By Brent Blackwelder
Quick Note on Another Matter: On September 3, BP officials threatened not to pay for damage claims and clean up work on its huge spill in the Gulf of Mexico if it is not granted new offshore drilling permits. If you are offended by this blatant blackmail attempt, see Dr. Blackwelder’s call for banning BP from doing further business in the United States.
Lessons from the massive flooding that has beset Pakistan, uprooting 14 million people, underscore the need for a new economic paradigm. River engineering (a mainstay of the old economic paradigm) in the Indus Basin reduced small and medium floods, but set up the conditions for millions to be harmed when larger floods occurred.
Sustainable infrastructure forms the foundation of a steady state economy, but that foundation will have to be rebuilt from the ecologically ignorant infrastructure constructed throughout the 20th century. Big river engineering projects have actually heightened flood damages and destroyed vital renewable resources such as forests and fisheries.
Pakistan has always had monsoon seasons, and for generations people have adapted to them. However, the increases in extreme weather conditions, deforestation, population, and large infrastructure projects like mega-dams have created huge vulnerability. Both the Pakistani and the Indian governments resorted to massive water releases from their flood-swollen reservoirs in order to “save” their dams.
Friends of the Earth International reports that these water releases proved fatal to scores of people around these dams. For years, communities and civil society groups opposed these mega-dams, pointing out that they were catastrophes waiting to happen. They predicted that in the event of extreme weather, as we are seeing now, communities located along so-called “protected” rivers would suffer the most severe impacts. Sadly, in the last few weeks these predictions have been realized.
The engineering of the Mississippi River carries important lessons for Pakistan and the rest of the world. Big dams on the Mississippi’s longest tributary, the Missouri River, have blocked the flow of sediment downstream. The massive dikes and levees along the banks of the Mississippi itself prevented the river from spreading out and depositing silt during flood stages. The end result is the lack of silt for the delta at the mouth of the Mississippi in Louisiana – home of the nation’s greatest wetlands, which are eroding at the rate of two football fields each hour. The loss of these outstanding wetlands means less natural flood protection for New Orleans and other susceptible areas.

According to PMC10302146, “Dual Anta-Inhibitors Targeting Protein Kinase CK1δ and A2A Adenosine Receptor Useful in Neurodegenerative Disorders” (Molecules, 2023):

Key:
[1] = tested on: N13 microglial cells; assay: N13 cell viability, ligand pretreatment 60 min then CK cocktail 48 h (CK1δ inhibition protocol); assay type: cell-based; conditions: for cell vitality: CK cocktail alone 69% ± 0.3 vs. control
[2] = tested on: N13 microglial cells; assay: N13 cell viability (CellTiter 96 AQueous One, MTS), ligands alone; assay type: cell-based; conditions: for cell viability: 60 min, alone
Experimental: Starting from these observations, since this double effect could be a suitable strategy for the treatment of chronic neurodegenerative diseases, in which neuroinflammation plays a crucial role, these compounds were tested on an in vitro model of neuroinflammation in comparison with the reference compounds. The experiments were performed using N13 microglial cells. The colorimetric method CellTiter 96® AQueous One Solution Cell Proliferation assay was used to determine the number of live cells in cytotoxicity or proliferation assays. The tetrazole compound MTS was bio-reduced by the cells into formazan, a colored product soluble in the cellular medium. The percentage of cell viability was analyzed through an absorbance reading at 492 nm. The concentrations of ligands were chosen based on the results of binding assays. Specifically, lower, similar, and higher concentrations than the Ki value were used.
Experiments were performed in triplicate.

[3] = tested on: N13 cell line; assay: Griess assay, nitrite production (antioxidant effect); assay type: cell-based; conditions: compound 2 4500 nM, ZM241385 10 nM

To move to a healthy steady state economy, civilization must not repeat the engineering mistakes of the 20th century. In Tim Jackson’s Prosperity Without Growth report, the author stresses the need for appropriate infrastructure and maintenance of ecosystems. The problem with the “big dam and levee approach” is that it ruins productive river ecosystems that contain abundant fisheries, bottomland forests, and fertile land. To make the transition to a sustainable economy, scarce financial resources must not be spent on counterproductive infrastructure that traps governments in a worsening spiral of flood relief, damage repair efforts, and environmental degradation.
Throughout most of the 20th century, politicians and the construction lobby disregarded the annual cycles and natural dynamics of rivers and did not care about impacts of giant dams on fisheries and forests. The big dam builders created an unsustainable and highly destructive infrastructure.
A little noticed phenomenon is the dam removal movement in the U.S. Since 1970, communities and governmental agencies have taken down over 500 dams. The cruel irony is that just as the U.S. began to protect rivers and to remove dams that were doing more harm than good, the rest of the world failed to learn from our experience.
Captivated by stories of the gigantic Hoover and Grand Coulee hydropower dams, many nations chose to emulate the big dam and levee approach without critically assessing what was and wasn’t working. For example, of the 64 dams built by the Tennessee Valley Authority (TVA), an ex-post analysis showed that only 4 actually produced benefits in excess of costs (see The Myth of the TVA by William U. Chandler).
Massive flooding has also occurred this summer in China despite the Three Gorges Dam, the world’s largest, and the claims that it would control the 1,000-year flood. To “control” flooding, this dam permanently flooded out hundreds of towns and cities, forcing the relocation of over one million people.
If transnational construction companies and river engineers have their way, major rivers around the world will be loaded with dams. The implications for fisheries are devastating as migratory fish passage will be destroyed. For example, on Southeast Asia’s Mekong River, over 3 million fish per hour during migration season pass the spot where a gigantic dam is planned. In Cambodia the large lake Tonle Sap increases six-fold during flood stages on the Mekong. Dams on the river will wreck these centuries-old flood patterns and destroy the fisheries that one million people who live near the lake depend on.
We will never get to a sustainable and prosperous economy if scarce economic resources are spent on wrecking great river basins that provide enormous benefits when they are maintained in a more natural condition. Big dams are the equivalent of putting giant doses of cholesterol in the arteries of planet earth and have no place in the infrastructure for a prosperous steady state economy. So it is time to cease giving foreign aid to the transnational construction industry for more “dam” foolishness.